Thomas Raymont (1864-1949): Home & Family

Family is an important aspect of Thomas Raymont’s life, as he goes into detail about his expansive family history. The first few pages of Thomas’ memoir is dedicated to his family history mainly focusing on giving the names, date of birth and/or date of death of his siblings.

Born into a family of thirteen children, Thomas claims this was considered normal behaviour for a Victorian family ‘to have babies as often as nature allowed it’. Infant mortality rates were considerably higher; healthcare and quality of life were not up to the standards of today due to a lack of hygiene and medical knowledge. Thomas was therefore subject to witnessing some of his brothers and sisters pass away at an early age, including:

  • Twin brothers James Thomas and Thomas James both suffering from whooping cough aged one month and one year respectively
  • Older brother James falling victim to ‘consumption’ (Tuberculosis) aged 24
  • Sisters Caroline and Elisabeth and Mary Elizabeth passing away aged 15 months, 1 month and ‘a few months’ respectively
A man suffering from tuberculosis
A man suffering from tuberculosis

It is interesting how he does not offer any thoughts on the impact these deaths had on him. Overall, his memoir lacks any evidence of emotion only giving a professional account of his life. David Vincent notices this as a common trend amongst working-class memoirs: ‘autobiographers felt themselves unable, or felt it improper or unnecessary to write at length, or even at all, about aspects of their family experience.’ (227). Therefore this should not simply portray Thomas as a heartless and unemotional member of the family; it was simply a shared mentality by the working class.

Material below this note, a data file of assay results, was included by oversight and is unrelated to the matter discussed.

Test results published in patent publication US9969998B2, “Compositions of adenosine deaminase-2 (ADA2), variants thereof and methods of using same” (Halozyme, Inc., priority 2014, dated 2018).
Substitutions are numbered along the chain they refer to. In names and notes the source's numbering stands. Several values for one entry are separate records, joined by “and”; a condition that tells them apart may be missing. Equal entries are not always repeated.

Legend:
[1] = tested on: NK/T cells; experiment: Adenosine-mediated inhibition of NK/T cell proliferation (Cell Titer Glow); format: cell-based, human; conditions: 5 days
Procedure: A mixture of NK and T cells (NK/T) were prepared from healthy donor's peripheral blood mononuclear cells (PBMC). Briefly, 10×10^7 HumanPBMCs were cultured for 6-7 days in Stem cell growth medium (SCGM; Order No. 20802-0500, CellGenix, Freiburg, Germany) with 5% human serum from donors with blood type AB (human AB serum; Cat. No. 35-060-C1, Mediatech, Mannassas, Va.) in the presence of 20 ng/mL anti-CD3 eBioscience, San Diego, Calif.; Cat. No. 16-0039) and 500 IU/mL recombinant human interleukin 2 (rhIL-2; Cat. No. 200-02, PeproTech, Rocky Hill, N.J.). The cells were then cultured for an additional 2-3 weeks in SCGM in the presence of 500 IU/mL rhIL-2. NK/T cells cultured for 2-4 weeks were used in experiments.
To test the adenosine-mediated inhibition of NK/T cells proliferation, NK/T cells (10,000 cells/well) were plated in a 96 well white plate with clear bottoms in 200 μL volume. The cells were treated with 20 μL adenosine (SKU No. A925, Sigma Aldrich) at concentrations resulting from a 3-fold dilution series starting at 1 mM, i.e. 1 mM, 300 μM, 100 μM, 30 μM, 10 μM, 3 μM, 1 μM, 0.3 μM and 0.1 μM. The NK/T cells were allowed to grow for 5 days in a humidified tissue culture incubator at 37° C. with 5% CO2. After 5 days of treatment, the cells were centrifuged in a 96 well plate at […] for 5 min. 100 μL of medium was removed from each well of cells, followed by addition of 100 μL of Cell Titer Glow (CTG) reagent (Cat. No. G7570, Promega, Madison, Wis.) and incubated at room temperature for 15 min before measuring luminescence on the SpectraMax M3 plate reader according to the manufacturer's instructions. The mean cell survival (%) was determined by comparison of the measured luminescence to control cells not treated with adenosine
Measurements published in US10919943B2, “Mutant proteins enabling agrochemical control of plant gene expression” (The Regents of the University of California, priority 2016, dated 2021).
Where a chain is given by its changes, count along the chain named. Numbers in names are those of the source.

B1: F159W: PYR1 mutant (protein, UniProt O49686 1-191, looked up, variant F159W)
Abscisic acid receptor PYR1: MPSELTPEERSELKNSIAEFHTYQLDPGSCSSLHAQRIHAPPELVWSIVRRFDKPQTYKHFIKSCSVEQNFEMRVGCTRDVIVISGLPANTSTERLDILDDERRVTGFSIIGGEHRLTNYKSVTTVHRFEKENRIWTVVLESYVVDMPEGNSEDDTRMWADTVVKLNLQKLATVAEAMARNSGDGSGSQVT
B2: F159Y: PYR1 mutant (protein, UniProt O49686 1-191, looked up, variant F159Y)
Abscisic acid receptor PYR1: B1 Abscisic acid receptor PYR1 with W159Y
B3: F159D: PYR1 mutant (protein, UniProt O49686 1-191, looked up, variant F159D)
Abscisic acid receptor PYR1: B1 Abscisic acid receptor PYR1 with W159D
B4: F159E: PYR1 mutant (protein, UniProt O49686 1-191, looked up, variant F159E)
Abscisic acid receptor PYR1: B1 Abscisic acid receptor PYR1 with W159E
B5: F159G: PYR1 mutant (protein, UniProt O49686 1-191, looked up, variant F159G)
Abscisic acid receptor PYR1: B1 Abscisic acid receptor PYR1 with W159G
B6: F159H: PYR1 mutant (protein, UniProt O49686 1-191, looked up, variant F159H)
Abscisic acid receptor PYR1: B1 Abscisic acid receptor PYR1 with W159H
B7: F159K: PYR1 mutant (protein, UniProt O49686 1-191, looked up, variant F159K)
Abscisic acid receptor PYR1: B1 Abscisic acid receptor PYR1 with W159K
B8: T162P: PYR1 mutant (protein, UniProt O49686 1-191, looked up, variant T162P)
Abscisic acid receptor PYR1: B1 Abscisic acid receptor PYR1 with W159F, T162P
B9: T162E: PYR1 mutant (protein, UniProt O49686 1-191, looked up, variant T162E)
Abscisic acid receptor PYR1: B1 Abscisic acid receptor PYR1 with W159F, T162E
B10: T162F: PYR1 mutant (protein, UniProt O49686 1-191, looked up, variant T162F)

Although, this could be due to the acceptance of Victorian families that infant mortality was unavoidable, this is reflected in a song Thomas remembers from his youth:

‘Empty is the cradle, baby’s gone,

Gone to join the angels, peace for evermore,

Empty is the cradle, baby’s gone.’

Whilst this may appear to be an apparently gloomy outlook on life, it does show a universal understanding of how despairing conditions were.

Thomas’ early home life was not anything out of the ordinary from a Working-class family. His father provided the family with income being part of the farrier business, whilst his mother took upon typical housewife chores such as feeding, cleaning and clothing her children. Little details are given about the state of Thomas’ living arrangements but we know there experienced ‘fair prosperity and dire poverty’ (3) possibly due to trying to provide enough for the extensive amount of children.

Whilst we know the occupations of his parents, not much is divulged about the relationships between them. Thomas shows no emotional attachment to his parents, only informing us about the basic facts about them whilst avoiding delving deeper, a trend In memoirs as highlighted by David Vincent in his article on Love and Death and the Nineteenth-Century working class: ‘most of the autobiographers simply thought that the details of their emotional lives were not a matter of interest to their readership.’ (229). These memoirs wanted to focus on the history of themselves to educate their children and was not intended to be used as an insight into their family relations.


Thomas Raymont. Memories of an Octogenarian 1864-1949. Found at The Burnett Archive of Working Class Autobiographies, at Brunel University.


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